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The Best Fucking Advice to Grow Web Traffic

You get what you give.


photo credit: jairoagua via photopin cc

Everyone is looking for the easiest way to grow web traffic. However, there’s no such thing as web traffic without effort.

Instead of looking through the hundreds of guides with “surefire” ways to gain traffic, start providing value. If you want to increase the traffic you receive, you have to increase the traffic you give. But how do you provide traffic if you don’t have any? Give value (services) to receive value (traffic).

To me that sounds ass backwards, but it’s spot on. A lot of us are taught that someone should do something for us before we do something for them. Not to say that that doesn’t happen, but it’s not ideal. Seek to work with similar sized organizations, blogs, business, or whatever to build communal traffic. However, don’t expect an immediate return.

If you’re just starting out, look for someone similar that’s not too far ahead of you and network. Get to know them and offer your help, because chances are they will help you in return. Once you start growing, remain open to working with newbies because everyone needs to start somewhere.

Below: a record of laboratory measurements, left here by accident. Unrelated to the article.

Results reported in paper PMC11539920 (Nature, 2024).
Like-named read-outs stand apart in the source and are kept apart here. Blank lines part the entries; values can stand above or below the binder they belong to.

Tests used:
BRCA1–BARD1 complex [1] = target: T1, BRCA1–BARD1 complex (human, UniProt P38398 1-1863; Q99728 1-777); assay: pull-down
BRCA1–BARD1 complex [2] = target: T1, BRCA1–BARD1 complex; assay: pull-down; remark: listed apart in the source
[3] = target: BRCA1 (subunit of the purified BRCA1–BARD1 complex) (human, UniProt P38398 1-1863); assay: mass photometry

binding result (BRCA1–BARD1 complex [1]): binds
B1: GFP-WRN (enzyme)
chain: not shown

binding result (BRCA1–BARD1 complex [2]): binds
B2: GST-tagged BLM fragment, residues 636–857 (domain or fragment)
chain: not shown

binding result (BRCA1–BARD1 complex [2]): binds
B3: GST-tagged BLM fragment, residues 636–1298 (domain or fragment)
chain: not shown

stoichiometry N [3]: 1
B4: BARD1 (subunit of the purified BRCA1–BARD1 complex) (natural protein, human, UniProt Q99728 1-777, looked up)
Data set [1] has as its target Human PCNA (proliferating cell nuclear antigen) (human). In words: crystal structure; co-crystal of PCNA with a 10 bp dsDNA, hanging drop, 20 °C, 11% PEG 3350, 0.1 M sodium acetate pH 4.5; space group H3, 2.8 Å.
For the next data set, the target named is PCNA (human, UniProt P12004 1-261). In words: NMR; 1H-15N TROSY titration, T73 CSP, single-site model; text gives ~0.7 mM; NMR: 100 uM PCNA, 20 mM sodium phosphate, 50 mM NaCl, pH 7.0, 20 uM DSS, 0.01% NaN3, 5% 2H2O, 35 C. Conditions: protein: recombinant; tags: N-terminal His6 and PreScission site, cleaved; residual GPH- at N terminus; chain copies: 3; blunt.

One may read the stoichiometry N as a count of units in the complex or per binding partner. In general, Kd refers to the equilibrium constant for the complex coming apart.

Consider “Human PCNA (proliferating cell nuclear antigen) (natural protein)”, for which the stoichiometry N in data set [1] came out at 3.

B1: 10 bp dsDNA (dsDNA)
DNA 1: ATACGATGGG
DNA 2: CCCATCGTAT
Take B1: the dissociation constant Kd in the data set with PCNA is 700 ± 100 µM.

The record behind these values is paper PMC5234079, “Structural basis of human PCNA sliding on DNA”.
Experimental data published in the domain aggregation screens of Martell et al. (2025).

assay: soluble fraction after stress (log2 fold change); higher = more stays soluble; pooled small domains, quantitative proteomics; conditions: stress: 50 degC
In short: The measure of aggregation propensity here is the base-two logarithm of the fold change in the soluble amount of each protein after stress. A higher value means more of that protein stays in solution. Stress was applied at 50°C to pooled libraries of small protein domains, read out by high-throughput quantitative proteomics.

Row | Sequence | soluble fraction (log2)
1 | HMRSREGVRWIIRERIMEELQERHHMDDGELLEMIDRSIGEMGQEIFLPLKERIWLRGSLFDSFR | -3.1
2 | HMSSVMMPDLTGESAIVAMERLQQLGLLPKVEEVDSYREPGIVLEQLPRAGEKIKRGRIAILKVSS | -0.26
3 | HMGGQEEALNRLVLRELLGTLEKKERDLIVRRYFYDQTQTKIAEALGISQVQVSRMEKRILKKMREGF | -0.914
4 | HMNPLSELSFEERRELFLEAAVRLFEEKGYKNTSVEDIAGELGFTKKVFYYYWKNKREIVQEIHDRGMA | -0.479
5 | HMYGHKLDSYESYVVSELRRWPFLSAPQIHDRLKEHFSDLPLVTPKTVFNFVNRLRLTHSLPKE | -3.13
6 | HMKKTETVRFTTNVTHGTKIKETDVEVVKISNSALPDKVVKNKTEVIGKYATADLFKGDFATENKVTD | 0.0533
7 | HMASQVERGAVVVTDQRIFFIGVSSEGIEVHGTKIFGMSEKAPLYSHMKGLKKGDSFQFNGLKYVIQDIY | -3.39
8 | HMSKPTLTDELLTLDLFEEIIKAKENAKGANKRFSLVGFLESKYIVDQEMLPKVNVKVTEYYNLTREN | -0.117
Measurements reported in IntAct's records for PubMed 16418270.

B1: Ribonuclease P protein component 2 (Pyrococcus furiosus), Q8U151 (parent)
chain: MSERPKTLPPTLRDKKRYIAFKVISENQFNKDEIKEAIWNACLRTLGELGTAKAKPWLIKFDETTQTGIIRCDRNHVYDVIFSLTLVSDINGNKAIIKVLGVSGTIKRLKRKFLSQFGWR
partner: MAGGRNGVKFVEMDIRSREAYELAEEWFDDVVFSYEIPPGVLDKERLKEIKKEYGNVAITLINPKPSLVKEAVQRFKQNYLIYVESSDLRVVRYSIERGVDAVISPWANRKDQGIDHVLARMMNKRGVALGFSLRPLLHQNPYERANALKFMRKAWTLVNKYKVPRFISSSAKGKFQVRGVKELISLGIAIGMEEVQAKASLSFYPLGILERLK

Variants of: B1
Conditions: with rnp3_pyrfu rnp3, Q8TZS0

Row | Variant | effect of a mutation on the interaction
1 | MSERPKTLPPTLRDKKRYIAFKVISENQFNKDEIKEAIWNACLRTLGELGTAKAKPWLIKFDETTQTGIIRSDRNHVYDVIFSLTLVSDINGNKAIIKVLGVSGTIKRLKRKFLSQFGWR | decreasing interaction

Looking to guest post? Contact me or leave a comment, I’ll gladly return the favor.


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Consider a Niche Before Building Your Brand

The hardest part of trying to grow Mdntstartup is that I never considered what niche I wanted to be a part. Don’t do what I did and dive in with the “if you build it, they will come” mentality. To be honest I think I spent more time trying to come up with a name, and even now I’m not even sure I like it. However, that’s a different post (or at least it should be). Consider doing yourself a favor and take my advice:

Plone Conference 2009 Group Photo

photo credit: MrTopf via photopin cc